A new Massachusetts statute signed this month by Gov. Charlie Baker could help close the wage gap between men and women in the information technology (IT) industry.
The Act to Establish Pay Equity, which goes into effect in 2018, bans employers from asking prospective employees about their past wages, which means they will have to benchmark compensation to an employee's skills and experience instead of previous salary history.
Victoria Budson, chair of the Massachusetts Commission on the Status of Women, says the practice of benchmarking salaries against earlier pay creates "a snowball effect, where you'd see a continuing gap throughout that person's career."
The law also bars employers from taking retaliatory action if people discuss their salary, which Budson believes will encourage a culture conducive to shrinking the gender gap.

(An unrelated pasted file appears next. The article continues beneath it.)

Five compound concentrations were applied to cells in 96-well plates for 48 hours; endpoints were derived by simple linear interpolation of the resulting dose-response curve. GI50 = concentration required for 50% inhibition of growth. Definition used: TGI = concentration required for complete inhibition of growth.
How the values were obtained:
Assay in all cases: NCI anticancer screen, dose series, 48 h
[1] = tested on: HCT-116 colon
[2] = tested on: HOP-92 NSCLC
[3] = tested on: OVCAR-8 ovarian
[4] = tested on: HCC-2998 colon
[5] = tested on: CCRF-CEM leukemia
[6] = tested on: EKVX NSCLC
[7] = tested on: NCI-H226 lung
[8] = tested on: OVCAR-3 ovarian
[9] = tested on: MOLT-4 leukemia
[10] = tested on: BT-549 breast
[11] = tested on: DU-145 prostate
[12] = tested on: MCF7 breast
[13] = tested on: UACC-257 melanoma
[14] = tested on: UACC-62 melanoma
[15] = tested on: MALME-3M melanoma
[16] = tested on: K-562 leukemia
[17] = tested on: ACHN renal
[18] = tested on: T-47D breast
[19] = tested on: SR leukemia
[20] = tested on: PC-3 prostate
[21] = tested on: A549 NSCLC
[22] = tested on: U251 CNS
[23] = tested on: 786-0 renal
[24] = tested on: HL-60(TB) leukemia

In addition, the law incentivizes employers to perform an internal wage review to determine pay variance on the basis of race, age, and gender, and any company that conducts this audit and then "takes meaningful steps" to correct any disparities will gain an "affirmative defense" to use in any wage litigation.
Tufts University professor Karen Panetta, editor-in-chief of IEEE Women in Engineering magazine, notes women typically start out with annual salaries that are $5,000 to $7,000 below that of men, and pay disparities often cause them to leave IT occupations.
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